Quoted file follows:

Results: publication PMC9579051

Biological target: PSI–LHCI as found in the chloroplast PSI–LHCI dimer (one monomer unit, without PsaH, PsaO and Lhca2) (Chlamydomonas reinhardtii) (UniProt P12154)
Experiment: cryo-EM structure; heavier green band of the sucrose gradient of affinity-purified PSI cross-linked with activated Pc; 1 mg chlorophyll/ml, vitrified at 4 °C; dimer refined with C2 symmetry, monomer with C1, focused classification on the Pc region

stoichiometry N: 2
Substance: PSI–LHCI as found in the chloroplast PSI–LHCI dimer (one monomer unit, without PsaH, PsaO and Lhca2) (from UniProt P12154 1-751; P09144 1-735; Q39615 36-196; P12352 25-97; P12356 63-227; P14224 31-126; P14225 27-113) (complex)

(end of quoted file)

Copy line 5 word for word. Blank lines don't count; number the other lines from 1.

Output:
Substance: PSI–LHCI as found in the chloroplast PSI–LHCI dimer (one monomer unit, without PsaH, PsaO and Lhca2) (from UniProt P12154 1-751; P09144 1-735; Q39615 36-196; P12352 25-97; P12356 63-227; P14224 31-126; P14225 27-113) (complex)